CONNELL -- Connell officials are on the hunt for more revenue to avoid service cuts.
The city council unanimously approved collecting the second 0.25 percent portion of the real estate excise tax last week.
And it plans to consider asking voters to approve a property tax levy lid lift for the first time in city history.
Connell has reached the point where either the city needs to find more revenue or slash services, said City Administrator Steve Taylor.
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Even with cuts made in the 2011 budget, the city still expects to have to use reserves to fill the gap between its expenses and revenues this year, he said.
Connell has been trying to find a way to pay for parks and streets operations and maintenance without using general tax dollars. Neither has a dedicated funding source, Taylor said.
The council is discussing asking for a property tax levy lid lift specifically to pay for parks and recreation, he said.
That money could go to operate and maintain parks or pay for parks projects in the city's capital improvement plan, he said. Possible projects include adding playground equipment, replacing the blue slide at the city pool, building a spray park and adding to the city skate park.
Taylor said the city is considering asking voters to approve a higher property tax levy rate that would increase total revenue the city could collect beyond the allowed 1 percent increase and revenue generated by new construction. If approved, the increased amount would become the base for future years.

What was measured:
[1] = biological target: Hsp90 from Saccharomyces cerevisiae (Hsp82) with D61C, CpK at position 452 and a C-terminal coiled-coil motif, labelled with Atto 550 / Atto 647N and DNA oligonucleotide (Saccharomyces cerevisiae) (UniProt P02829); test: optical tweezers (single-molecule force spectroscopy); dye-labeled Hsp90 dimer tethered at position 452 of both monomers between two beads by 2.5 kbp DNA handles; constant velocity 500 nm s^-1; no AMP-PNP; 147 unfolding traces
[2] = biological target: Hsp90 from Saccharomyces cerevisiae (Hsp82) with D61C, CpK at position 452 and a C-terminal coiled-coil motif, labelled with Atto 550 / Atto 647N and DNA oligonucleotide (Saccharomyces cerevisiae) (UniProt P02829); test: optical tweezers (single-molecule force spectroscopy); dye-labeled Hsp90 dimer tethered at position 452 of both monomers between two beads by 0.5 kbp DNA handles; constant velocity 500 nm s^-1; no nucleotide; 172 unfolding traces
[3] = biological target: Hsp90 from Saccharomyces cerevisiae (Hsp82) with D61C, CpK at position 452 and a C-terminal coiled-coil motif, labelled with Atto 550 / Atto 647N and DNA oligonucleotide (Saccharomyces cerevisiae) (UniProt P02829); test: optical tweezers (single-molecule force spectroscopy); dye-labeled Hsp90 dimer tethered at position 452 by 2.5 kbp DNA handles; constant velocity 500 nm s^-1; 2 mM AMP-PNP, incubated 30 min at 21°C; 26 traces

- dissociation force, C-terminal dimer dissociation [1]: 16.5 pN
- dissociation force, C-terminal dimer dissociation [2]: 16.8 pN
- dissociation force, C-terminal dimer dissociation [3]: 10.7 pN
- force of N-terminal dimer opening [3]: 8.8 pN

Connell's property tax levy is $2.52 per $1,000 of assessed value, and city property is valued at $135 million. Taylor said the city could ask voters to raise the levy by 58 cents to the $3.10 maximum, or it could ask for a smaller increase.
Connell expects to receive $330,000 in property tax this year. Should voters OK a levy lid lift to the $3.10 maximum, Taylor said the city would be able to collect $78,500 more in 2012.
The council would have to approve a ballot measure by its May 16 meeting to meet deadlines for the August primary. The council plans to hold a public hearing first, before making any decisions on asking voters to raise the levy, Taylor said.
The additional real estate excise tax also could help fund some of the parks and recreation costs and street projects.
The city normally can use the real estate excise tax only for projects on the city's capital improvement plan, Taylor said.
But some of the money could become available for operation and maintenance costs for streets, parks and existing capital facilities until 2016 if Gov. Chris Gregoire signs a bill that give the city more flexibility in using the money. The bill has passed in the House and Senate but still needs Gregoire's signature.
Connell receives $10,000 yearly from the first 0.25 percent of real estate excise tax and expects to receive $10,000 more from the second 0.25 percent. Taylor said the city has saved more than $100,000 of real estate excise tax.